Serbia and Montenegro: "Preachers and Fascists, Out of My Panties..."

Jasmina Tesanovic
The title above is an Italian feminist slogan, from a Milano rally, January 2006. Easter is not a religious feast anymore. This is Serbian Jihad, said a young man, a hip icon in the young generation of writers and musicians.
Only a few days ago, a new law on the church was passed in the Parliament, notwithstanding its outrageous piety and lack of public debate.
In this country, or what's left of it, where no law on church existed since 1945, this law spins the wheel of history past that year to centuries before. The Serbian church becomes a state within the state, a privileged entity out of reach of civil law.

Even honest priests and believers are scandalized by such fundamentalism. As somebody said: why do we need such a church law at all? It's enough to have an amendment in the constitution guaranteeing freedom of all religions. Like in the US -- but the problem is that we don’t even have a constitution yet.

The law is put there to guarantee the Serbian Orthodox Church a presence almost everywhere in Serbian daily life, including its employees, property, pensions, payments, and tax evasion. This while other citizens are still dreaming of establishing a civil society.

I am an atheist. I might even be a pagan, since my family background is in Southern Serbia. However, I grew up in Italy, so I well know what it is like when you live with priests everywhere, telling you what's right what's wrong, and having state power to do so, backed up by the Fascist deal that Mussolini made with the right winged Pope in 1929, il Concordato. It means: no divorce, no abortion, no sexual diversity... and so many other no's, out of blue, that one becomes a latent Catholic just trying to think one's way to a yes.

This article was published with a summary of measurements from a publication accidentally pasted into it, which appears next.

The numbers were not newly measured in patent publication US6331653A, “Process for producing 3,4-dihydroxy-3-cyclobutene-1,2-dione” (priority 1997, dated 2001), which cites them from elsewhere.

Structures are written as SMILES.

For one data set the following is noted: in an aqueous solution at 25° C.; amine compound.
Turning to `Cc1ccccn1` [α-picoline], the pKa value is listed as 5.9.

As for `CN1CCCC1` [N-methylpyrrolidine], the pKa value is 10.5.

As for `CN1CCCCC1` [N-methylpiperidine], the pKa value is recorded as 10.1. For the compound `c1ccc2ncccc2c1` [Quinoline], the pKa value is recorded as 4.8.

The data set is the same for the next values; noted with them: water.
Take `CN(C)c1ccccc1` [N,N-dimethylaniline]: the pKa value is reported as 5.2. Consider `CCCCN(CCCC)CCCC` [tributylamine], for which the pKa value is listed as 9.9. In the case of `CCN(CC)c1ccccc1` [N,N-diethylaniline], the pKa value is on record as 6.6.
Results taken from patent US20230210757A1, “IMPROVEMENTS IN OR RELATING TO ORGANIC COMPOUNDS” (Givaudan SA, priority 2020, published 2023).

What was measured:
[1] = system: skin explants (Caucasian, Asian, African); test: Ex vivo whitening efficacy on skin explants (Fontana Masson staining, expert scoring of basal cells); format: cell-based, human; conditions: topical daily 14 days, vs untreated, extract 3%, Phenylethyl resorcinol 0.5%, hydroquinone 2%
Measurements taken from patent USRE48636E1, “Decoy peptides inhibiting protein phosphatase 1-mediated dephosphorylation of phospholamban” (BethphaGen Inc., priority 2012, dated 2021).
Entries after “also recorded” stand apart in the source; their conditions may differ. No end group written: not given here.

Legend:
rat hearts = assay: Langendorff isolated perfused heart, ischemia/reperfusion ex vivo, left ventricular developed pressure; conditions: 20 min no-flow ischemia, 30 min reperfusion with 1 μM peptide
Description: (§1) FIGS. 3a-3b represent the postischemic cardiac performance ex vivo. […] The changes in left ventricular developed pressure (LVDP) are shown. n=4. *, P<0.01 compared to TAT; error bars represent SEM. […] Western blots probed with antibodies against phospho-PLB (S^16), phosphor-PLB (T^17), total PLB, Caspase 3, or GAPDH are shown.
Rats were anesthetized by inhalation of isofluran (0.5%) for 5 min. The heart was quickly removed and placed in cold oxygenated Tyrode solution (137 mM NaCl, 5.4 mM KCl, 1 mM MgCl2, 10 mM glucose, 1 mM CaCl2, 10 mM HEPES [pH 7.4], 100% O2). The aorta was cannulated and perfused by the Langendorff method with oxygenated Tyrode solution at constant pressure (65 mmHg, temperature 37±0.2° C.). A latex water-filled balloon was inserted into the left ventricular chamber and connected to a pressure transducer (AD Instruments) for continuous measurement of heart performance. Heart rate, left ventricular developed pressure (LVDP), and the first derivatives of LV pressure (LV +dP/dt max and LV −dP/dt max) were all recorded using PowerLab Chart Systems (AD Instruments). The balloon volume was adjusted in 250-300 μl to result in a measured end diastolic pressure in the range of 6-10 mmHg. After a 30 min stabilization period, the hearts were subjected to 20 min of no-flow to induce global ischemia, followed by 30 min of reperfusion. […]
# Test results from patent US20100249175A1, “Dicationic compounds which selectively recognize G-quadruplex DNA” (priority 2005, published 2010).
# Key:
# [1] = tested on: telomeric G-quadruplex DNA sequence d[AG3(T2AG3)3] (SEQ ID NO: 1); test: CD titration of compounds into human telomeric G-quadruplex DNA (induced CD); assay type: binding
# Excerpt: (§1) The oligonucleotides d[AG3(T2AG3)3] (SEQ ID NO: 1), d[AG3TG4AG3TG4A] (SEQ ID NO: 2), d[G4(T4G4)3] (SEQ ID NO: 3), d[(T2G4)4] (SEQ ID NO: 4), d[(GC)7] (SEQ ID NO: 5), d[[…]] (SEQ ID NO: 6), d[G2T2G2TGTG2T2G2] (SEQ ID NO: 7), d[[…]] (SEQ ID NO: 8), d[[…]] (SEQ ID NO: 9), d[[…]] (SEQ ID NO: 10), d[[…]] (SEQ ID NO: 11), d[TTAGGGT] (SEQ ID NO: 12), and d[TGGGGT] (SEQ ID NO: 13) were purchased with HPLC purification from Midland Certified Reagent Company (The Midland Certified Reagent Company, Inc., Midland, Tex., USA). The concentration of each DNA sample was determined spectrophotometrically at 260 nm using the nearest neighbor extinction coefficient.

I don’t want a law on the church. I want a law on rock and roll and Hannah Arendt, for that's my spiritual homeland...

Good Friday: my daughter goes to buy some ham. The guy in the shop refuses to sell ham because on Good Friday one should fast. He tells her she is ignorant and primitive. He feels he should enlighten her and he is not even a priest.

At the restaurant the waiter takes it for granted that we eat no meat. When I order meat anyway, he looks at me as if I were a cannibal. My revenge is not to tip him. He probably spat in my plate anyway.

A mass is celebrated at midnight in the major church in Belgrade downtown, the biggest Orthodox church in the Balkans, with dusty flooring and Modernistic icons on the walls. Still unfinished, this vast pile is already known as the ugliest church in the Balkans. The president of Serbia is there privately with his family, the President of the parliament too, as well as national TV. The priest gives a sermon saying that we should stop performing "child killing" (meaning us women aborting), and that we should cherish the Serbian language (meaning to stop the European integration process). He also claims that Serbian young people are into drugs and, worse yet, unorthodox sects.

This speech rings a bell. Some years ago, Mira Markovic, the wife of Milosevic, the "Red Witch," was also obsessed with unorthodox thought and supposedly dangerous "sects." Of course, her blind faith was called Communism.

When I was a kid, Communism prohibited religion in this country as being itself a drug: "the opium of the people." My aunt took me secretly from my parents to the church when I was four. When I saw the priests the candles and heard the powerful lamenting choir, I had a fit of existential vertigo and burst into fit of tears.

This Easter, I feel just the same.